Abstract: Scattering theory studies the large time behavior of quantum-mechanical systems. Besides the dynamics, it has important spectral implications, say, in particular, the stability of absolutely continuous spectrum. In this talk, I will first give an introduction to the spectral theory and scattering theory of self-adjoint operators. Then, I will present some classical results about Schrodinger operators with decaying potentials as well as some open problems about Schrodinger operators with long-range potentials. Classical and recent results about Schrodinger operators with sparse potentials will also be presented.

Friday, September 27, 2013

Speaker: Hao-Min Zhou, School of Mathematics, Georgia Institute of Technology
Title: Fokker-Planck equations, Free Energy, and Markov Processes on Graphs

Abstract:
The classical Fokker-Planck equation is a linear parabolic equation which describes the time evolution of probability distribution of a stochastic process defined on an Euclidean space. Corresponding to a stochastic process, there often exists a free energy functional which is defined on the space of probability distributions and is a linear combination of a potential and entropy. In recent years, it has been shown that the Fokker-Planck equation is the gradient flow of the free energy functional defined on the Riemannian manifold of probability distributions whose inner product is generated by a 2-Wasserstein distance.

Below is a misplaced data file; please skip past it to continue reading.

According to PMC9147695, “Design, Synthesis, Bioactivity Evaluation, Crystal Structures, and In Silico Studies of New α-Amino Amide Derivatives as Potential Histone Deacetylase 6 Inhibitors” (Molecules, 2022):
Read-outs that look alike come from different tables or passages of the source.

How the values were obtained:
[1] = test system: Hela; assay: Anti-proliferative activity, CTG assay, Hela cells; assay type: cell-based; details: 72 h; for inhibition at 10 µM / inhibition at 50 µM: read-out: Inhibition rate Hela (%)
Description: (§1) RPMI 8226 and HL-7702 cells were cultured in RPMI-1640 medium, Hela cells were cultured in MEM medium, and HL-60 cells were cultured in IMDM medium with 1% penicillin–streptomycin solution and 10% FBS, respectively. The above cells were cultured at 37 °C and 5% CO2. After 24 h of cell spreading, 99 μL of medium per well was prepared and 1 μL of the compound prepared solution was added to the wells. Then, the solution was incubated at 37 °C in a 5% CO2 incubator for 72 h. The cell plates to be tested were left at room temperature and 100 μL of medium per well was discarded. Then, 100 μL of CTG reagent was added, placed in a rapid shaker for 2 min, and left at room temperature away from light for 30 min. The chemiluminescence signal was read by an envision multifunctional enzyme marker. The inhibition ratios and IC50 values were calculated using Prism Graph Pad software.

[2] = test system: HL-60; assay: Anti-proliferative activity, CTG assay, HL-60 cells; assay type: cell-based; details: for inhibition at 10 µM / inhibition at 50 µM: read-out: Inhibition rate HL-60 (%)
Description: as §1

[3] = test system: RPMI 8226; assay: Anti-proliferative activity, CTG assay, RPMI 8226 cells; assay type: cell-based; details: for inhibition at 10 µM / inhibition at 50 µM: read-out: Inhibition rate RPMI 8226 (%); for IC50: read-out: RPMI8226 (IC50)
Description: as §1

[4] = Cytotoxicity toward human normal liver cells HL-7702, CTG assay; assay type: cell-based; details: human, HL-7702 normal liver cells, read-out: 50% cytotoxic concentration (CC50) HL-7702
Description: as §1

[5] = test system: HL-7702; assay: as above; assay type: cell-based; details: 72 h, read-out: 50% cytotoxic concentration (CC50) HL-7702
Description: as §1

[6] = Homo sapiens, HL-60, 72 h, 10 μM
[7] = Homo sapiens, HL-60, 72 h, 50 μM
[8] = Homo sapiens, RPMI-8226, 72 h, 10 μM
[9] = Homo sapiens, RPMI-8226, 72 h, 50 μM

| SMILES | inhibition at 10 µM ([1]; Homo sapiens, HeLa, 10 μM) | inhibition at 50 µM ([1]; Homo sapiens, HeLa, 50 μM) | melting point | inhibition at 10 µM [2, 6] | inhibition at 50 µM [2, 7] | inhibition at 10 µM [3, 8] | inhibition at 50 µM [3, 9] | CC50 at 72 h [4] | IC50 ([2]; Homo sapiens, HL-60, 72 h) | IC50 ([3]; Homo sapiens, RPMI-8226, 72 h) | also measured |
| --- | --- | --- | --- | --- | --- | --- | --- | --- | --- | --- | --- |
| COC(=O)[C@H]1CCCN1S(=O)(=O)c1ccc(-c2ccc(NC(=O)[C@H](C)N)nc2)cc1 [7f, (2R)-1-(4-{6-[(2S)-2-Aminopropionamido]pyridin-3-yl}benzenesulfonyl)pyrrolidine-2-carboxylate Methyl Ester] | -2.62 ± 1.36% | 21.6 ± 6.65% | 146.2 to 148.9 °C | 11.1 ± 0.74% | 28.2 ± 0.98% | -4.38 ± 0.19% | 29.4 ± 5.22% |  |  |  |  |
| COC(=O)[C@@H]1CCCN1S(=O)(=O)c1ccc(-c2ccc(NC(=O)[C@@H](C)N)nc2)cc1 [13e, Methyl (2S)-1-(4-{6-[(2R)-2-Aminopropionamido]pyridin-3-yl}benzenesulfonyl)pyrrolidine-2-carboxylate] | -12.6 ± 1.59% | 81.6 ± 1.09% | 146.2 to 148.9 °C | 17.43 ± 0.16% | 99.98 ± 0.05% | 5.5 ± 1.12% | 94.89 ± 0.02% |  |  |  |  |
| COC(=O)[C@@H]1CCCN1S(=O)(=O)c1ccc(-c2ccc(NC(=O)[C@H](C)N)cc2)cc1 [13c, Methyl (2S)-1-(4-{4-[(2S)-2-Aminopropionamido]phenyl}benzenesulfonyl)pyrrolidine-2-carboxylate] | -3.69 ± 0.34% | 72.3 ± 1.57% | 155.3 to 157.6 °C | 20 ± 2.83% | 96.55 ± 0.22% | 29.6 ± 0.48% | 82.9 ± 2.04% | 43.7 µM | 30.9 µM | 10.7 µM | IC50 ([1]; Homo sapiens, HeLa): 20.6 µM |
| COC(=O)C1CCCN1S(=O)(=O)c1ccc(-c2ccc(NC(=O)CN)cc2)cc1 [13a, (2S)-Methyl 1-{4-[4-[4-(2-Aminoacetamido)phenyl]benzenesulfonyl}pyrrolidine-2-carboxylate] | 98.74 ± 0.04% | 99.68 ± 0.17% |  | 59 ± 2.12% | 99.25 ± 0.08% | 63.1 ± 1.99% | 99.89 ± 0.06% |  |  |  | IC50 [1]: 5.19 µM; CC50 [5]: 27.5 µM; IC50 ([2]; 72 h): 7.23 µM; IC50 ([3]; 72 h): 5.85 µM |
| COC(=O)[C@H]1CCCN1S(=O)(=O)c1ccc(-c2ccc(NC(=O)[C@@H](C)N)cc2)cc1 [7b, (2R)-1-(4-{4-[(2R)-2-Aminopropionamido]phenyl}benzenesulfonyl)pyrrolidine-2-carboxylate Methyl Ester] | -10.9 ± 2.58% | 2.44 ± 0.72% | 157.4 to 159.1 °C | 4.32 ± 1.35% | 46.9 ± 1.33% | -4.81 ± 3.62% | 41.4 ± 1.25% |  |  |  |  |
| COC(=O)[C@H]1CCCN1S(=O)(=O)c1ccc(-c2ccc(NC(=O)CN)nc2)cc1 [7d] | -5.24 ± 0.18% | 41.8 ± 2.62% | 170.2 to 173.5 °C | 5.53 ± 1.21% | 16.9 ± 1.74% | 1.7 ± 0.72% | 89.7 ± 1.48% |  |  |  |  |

In this talk, we present results on similar matters for a free energy functional or Markov process defined on a graph with a finite number of vertices and edges. If $N\ge 2$ is the number of vertices of the graph, we show that the corresponding Fokker-Planck equation is a system of $N$ {\it nonlinear} ordinary differential equations defined on a Riemannian manifold of probability distributions. However, in contrast to stochastic processes defined on Euclidean spaces, the situation is more subtle for discrete spaces. We have different choices for inner products on the space of probability distributions resulting in different Fokker-Planck equations for the same process.  It is shown that there is a strong connection but also substantial discrepancies between the systems of ordinary differential equations and the classical Fokker-Planck equation on Euclidean spaces. Furthermore, both systems of ordinary differential equations are gradient flows for the same free energy functional defined on the Riemannian manifolds of probability distributions with different metrics. Some examples will also be discussed. The work is jointly with Wen Huang (USTC) and Yao Li (Georgia Tech).